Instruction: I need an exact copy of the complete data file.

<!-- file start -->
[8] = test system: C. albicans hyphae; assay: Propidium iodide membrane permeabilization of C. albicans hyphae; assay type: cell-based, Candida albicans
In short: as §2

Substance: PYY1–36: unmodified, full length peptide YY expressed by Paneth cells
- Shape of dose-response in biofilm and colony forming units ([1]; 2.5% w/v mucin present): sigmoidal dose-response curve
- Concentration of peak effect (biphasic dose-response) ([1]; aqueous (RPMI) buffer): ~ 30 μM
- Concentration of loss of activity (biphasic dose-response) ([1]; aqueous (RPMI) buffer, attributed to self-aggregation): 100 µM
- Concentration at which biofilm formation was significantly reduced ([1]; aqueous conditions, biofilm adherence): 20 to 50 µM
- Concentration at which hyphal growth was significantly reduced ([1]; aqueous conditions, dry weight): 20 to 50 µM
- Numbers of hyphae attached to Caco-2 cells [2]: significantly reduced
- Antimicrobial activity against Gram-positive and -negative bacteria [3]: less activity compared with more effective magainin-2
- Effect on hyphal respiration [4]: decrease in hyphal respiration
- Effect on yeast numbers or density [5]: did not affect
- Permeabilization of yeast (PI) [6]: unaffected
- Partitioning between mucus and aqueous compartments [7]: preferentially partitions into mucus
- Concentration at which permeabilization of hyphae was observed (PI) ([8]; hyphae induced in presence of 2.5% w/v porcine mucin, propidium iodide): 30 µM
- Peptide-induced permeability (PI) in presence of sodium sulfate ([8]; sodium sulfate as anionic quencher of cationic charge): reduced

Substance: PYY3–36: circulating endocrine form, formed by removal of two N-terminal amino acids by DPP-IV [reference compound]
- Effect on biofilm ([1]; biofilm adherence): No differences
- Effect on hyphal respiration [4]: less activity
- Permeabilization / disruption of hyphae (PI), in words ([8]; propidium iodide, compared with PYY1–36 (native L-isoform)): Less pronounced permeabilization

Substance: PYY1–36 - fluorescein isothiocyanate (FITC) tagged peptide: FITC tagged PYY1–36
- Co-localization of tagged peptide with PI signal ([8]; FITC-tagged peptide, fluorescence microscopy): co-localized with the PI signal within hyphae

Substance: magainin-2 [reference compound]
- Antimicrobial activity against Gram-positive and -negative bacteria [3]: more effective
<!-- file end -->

[8] = test system: C. albicans hyphae; assay: Propidium iodide membrane permeabilization of C. albicans hyphae; assay type: cell-based, Candida albicans
In short: as §2

Substance: PYY1–36: unmodified, full length peptide YY expressed by Paneth cells
- Shape of dose-response in biofilm and colony forming units ([1]; 2.5% w/v mucin present): sigmoidal dose-response curve
- Concentration of peak effect (biphasic dose-response) ([1]; aqueous (RPMI) buffer): ~ 30 μM
- Concentration of loss of activity (biphasic dose-response) ([1]; aqueous (RPMI) buffer, attributed to self-aggregation): 100 µM
- Concentration at which biofilm formation was significantly reduced ([1]; aqueous conditions, biofilm adherence): 20 to 50 µM
- Concentration at which hyphal growth was significantly reduced ([1]; aqueous conditions, dry weight): 20 to 50 µM
- Numbers of hyphae attached to Caco-2 cells [2]: significantly reduced
- Antimicrobial activity against Gram-positive and -negative bacteria [3]: less activity compared with more effective magainin-2
- Effect on hyphal respiration [4]: decrease in hyphal respiration
- Effect on yeast numbers or density [5]: did not affect
- Permeabilization of yeast (PI) [6]: unaffected
- Partitioning between mucus and aqueous compartments [7]: preferentially partitions into mucus
- Concentration at which permeabilization of hyphae was observed (PI) ([8]; hyphae induced in presence of 2.5% w/v porcine mucin, propidium iodide): 30 µM
- Peptide-induced permeability (PI) in presence of sodium sulfate ([8]; sodium sulfate as anionic quencher of cationic charge): reduced

Substance: PYY3–36: circulating endocrine form, formed by removal of two N-terminal amino acids by DPP-IV [reference compound]
- Effect on biofilm ([1]; biofilm adherence): No differences
- Effect on hyphal respiration [4]: less activity
- Permeabilization / disruption of hyphae (PI), in words ([8]; propidium iodide, compared with PYY1–36 (native L-isoform)): Less pronounced permeabilization

Substance: PYY1–36 - fluorescein isothiocyanate (FITC) tagged peptide: FITC tagged PYY1–36
- Co-localization of tagged peptide with PI signal ([8]; FITC-tagged peptide, fluorescence microscopy): co-localized with the PI signal within hyphae

Substance: magainin-2 [reference compound]
- Antimicrobial activity against Gram-positive and -negative bacteria [3]: more effective